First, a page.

The overall clearance rate of linezolid is determined mainly by extensive renal tubular
reabsorption of parent drug and slow oxidative metabolism to ionic metabolites. The
elimination kinetics of intravenous linezolid were biexponential (See pharmacokinetic
summary in Table 1). The volume of distribution at steady state (Vss) was similar to total
body water, accurately predicting good tissue penetration. Compared to hepatic blood flow
rates, the total plasma clearance (CL) of linezolid was low to moderate. After intravenous
doses, CL decreased as the dose increased in mice, rats, and dogs. Absorption of linezolid
was rapid and complete. Maximum plasma concentrations (Cmax) generally increased less
than dose proportionally in dogs after oral administration. Across a wide single oral dose
range, there were no major gender differences in linezolid toxicokinetics in rats or dogs.
In anesthetized male rats, linezolid had a renal clearance of 0.94 mL/min/kg. This was 8% of
the glomerular filtration rate, indicating an extensive net renal tubular reabsorption of parent
drug and, by inference, a significant metabolism component in the total clearance
(10.5 mL/min/kg). Linezolid is neutral (pKa =1.7) within the physiological pH range. As
such, renal tubular reabsorption is independent of urine pH and is a significant contributor to
linezolid’s low to moderate total clearance rate in all species.
Drug-related radioactivity was near-quantitatively recovered within 48 hours in all species.
The mean total recovery was 95.7% of dose in mice, 98.8% in rats, 98.9% in dogs, and
92.3% to 95.0% in humans. Radioactivity was predominately excreted in urine in mice (53%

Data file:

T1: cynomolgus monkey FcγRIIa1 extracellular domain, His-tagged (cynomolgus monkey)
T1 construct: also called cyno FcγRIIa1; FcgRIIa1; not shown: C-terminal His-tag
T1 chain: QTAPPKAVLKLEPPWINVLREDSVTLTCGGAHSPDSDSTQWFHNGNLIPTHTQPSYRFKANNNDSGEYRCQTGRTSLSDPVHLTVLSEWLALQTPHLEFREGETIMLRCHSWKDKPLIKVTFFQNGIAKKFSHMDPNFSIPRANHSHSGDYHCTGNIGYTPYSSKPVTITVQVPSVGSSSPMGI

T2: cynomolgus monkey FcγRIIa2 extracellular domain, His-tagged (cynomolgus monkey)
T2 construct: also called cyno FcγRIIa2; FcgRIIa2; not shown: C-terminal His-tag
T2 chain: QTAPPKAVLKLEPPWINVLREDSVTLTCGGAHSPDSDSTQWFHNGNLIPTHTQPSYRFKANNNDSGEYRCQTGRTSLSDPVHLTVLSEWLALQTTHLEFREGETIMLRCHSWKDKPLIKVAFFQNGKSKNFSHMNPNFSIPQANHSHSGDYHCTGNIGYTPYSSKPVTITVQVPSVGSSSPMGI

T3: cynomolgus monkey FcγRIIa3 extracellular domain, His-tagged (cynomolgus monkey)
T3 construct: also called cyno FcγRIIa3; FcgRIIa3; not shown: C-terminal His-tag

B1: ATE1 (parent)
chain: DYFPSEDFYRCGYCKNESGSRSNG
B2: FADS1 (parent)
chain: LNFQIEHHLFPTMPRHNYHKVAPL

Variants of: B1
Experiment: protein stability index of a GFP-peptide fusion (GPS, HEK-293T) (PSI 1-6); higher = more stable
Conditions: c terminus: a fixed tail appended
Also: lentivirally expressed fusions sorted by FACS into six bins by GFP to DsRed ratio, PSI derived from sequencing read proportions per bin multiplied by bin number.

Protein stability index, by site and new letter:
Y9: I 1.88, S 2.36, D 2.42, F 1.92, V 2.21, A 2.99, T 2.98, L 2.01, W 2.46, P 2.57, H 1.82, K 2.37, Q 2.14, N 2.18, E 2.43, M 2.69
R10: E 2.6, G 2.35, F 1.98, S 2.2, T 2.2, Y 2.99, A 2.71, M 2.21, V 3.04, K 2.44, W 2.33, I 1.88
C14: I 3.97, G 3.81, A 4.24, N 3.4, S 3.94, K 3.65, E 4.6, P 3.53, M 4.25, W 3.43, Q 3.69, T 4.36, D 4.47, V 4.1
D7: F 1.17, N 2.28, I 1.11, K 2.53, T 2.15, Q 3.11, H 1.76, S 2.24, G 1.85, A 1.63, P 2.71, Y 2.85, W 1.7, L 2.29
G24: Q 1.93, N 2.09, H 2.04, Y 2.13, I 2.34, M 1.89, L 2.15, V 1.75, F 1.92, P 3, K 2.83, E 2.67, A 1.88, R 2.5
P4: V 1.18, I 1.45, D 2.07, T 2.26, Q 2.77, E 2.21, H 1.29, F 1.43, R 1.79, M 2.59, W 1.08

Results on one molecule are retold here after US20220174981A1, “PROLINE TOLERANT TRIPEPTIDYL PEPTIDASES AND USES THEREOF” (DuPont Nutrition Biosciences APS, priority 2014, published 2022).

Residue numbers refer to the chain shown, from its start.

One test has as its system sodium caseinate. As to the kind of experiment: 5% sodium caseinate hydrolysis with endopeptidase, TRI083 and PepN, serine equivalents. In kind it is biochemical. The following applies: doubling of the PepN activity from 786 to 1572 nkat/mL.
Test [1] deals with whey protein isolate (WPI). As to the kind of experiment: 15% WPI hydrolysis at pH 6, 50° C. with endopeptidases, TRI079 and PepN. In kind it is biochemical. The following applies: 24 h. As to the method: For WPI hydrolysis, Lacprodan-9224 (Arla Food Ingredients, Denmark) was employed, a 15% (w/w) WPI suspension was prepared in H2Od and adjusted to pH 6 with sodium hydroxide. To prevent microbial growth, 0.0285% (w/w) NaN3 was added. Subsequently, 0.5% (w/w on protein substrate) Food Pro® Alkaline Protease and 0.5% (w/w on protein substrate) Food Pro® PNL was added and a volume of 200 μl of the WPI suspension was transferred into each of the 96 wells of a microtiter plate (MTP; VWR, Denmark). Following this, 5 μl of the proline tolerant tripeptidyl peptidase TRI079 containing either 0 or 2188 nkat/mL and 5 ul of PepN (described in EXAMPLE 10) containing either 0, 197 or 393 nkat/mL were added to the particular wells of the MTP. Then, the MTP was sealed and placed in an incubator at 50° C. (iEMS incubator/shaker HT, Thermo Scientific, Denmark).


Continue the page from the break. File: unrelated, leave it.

to 59% of dose), rats (73% of dose), and humans (80% to 85% of dose), and radioactivity
was excreted equally between urine and feces in dogs.

Appendix A, page 5 of 39
2.4 Pharmacokinetics After Repeated Dosing
The pharmacokinetics of linezolid in rats and dogs were assessed in all key repeated-dose
toxicology studies. A summary of steady state linezolid AUC data from rat and dog studies
is presented in comparison to human linezolid AUC data in Figures 1 and 2.
In general, repeated-dose pharmacokinetic parameters determined for linezolid were
consistent across intravenous and oral dosing routes and across species. AUC generally
increased greater than in proportion to dose in mice, rats, rabbits, and dogs. Since this was
observed in both intravenous and oral studies, clearance processes were somewhat saturable
with increasing dose. In rats in the 30-day and 3-month oral dose toxicity studies over the
dose range 5 to 63 mg/kg, given twice daily (total dose, 10 to 125 mg/kg/day), the mean
AUC was approximately 21 to 394 µg⋅h/mL. In the 30-day and 3-month oral dose toxicity
studies in dogs over the dose range 2.5 to 40 mg/kg, given twice daily (total dose, 5 to
80 mg/kg/day), the AUC was approximately 18 to 637 µg⋅h/mL. In the 30-day and 3-month